Wednesday, October 28, 2015

Preparations

It's nearing the end of October and I know what is just around he corner. A lot of very good things happen in November. We have a couple of celebrations in November. But in my mind's eye, what I see is buckets of rain pouring out of the sky, for weeks on end, beginning in November.

We had, what seemed like, the longest summer ever here. I had myself convinced that it truly never would end. That we could go on eating from our garden through the holidays, into the new year and right up through the blooming of the tulips. Silly me.

When it rains here, the skies remain dark gray, from sun up to sun down, for several days on end. Then on that final day of a storm, the clouds begin to part and blue sky emerges, framed by puffy white clouds, for about 1 or 2 days, and then the dark skies, and cold and damp returns.

Knowing what we will have, soon, has made me absolutely force myself to be outside all that I can this month. One daughter and I rearranged the deck furniture just for this purpose. We placed the table and chairs right where the low angle of the sun will descend during the lunch hour for this month. She's home on Tuesdays and Thursdays this quarter. So, the two of us have our lunch on the deck, when the weather cooperates. I've been watching a spider spin his web this past month. He's preparing for winter, too.

In addition, the garden has needed my attention, love and hard work.

dill seeds for baking dilly bread this winter

I've been collecting seeds (for planting and cooking).

I have harvested and stored away many of the food stuffs from our little garden.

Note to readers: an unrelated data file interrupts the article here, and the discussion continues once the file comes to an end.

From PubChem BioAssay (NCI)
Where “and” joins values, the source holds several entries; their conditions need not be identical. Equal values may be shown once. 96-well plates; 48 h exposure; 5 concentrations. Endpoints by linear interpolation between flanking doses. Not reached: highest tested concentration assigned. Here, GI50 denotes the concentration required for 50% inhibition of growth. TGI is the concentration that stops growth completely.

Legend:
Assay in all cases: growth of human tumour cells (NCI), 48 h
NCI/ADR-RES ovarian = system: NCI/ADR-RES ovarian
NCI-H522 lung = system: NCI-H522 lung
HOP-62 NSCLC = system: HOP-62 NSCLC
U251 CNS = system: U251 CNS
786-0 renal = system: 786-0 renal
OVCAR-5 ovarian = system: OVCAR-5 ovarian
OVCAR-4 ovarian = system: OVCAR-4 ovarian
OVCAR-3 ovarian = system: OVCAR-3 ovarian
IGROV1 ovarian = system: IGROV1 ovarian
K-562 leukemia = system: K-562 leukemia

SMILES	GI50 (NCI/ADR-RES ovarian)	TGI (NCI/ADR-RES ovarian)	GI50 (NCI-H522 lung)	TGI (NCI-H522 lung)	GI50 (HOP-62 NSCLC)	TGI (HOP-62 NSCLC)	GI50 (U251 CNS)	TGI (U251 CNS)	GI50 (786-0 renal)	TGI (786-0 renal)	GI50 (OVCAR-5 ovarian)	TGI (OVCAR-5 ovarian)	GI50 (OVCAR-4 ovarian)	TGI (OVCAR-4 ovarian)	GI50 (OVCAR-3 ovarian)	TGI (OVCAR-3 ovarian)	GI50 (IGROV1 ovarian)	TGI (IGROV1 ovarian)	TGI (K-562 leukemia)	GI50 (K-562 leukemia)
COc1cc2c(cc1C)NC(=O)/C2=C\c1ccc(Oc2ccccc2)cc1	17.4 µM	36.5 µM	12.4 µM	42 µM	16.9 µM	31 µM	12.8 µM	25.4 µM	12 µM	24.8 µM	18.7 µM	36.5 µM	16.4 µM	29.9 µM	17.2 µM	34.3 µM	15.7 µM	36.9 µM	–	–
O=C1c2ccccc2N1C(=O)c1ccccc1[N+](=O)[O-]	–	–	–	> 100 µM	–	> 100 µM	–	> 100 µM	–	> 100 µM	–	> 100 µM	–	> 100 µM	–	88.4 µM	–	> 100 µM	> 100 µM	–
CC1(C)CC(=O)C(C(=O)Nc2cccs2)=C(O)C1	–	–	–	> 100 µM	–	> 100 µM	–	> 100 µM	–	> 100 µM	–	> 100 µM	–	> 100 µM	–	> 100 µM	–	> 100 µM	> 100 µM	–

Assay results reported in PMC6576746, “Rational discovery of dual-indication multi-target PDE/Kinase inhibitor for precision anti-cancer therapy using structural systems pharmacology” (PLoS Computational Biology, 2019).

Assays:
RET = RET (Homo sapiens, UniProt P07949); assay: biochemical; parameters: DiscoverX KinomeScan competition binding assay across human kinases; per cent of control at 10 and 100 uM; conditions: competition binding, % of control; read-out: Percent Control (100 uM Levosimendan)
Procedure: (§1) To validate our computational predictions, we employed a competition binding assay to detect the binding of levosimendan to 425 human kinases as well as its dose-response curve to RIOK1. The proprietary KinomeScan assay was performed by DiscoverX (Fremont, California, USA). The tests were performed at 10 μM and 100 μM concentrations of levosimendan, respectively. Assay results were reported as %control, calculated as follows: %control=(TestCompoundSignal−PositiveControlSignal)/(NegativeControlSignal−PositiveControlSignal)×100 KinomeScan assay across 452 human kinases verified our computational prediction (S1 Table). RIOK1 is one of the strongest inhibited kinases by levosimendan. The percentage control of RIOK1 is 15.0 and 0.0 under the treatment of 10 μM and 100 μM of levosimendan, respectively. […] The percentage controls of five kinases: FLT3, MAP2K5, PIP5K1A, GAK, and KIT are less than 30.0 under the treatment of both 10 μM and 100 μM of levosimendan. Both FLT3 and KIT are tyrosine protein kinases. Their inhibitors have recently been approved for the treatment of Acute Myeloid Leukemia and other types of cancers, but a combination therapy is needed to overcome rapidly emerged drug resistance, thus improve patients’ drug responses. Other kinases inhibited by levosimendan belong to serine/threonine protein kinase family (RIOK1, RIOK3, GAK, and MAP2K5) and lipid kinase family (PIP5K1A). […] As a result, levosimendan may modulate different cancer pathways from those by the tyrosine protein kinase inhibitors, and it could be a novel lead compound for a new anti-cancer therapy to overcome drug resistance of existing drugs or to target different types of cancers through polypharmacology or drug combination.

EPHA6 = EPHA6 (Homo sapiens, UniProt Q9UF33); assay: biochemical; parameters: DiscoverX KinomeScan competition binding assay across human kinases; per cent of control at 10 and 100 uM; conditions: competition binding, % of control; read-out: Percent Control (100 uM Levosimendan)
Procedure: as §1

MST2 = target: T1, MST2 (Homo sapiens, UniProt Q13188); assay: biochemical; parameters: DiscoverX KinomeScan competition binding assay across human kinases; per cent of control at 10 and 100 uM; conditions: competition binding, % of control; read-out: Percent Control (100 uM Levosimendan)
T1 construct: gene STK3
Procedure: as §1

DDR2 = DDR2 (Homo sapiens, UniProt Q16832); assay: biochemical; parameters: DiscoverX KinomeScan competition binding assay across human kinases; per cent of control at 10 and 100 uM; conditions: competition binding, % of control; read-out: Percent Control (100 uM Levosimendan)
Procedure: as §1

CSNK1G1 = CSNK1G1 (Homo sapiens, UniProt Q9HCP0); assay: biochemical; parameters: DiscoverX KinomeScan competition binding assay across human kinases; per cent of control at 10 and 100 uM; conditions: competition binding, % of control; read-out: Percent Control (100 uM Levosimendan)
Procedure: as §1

I had hoped to find prettier pots for the rosemary, but these will do for winter

I dug and potted two young rosemary bushes. I brought these inside for winter this year. I lost my rosemary two years ago due to freezing. Decided it would be better not to take any chances this year, with such young plants.


My potted mint is ready to move into the garage when it goes dormant. It sits on the deck, up against the house for now. I've cut and dried most of what's left, to use in tea this winter.

geranium cuttings to make baby plants

I've taken cuttings off of my favorite geraniums, to root for planting next spring.

my pink geraniums, two pots worth, to overwinter in the living room window

I've brought all of the lovely flowering pots that I can, into the indoor warmth of my house. Some of these I brought in just so I can prolong the feeling of summer a few weeks longer. Others I brought into the house, to overwinter, so they can cheat death and bloom another summer.

my Mother's Day dahlia tubers, kept dry, in the garage, until spring planting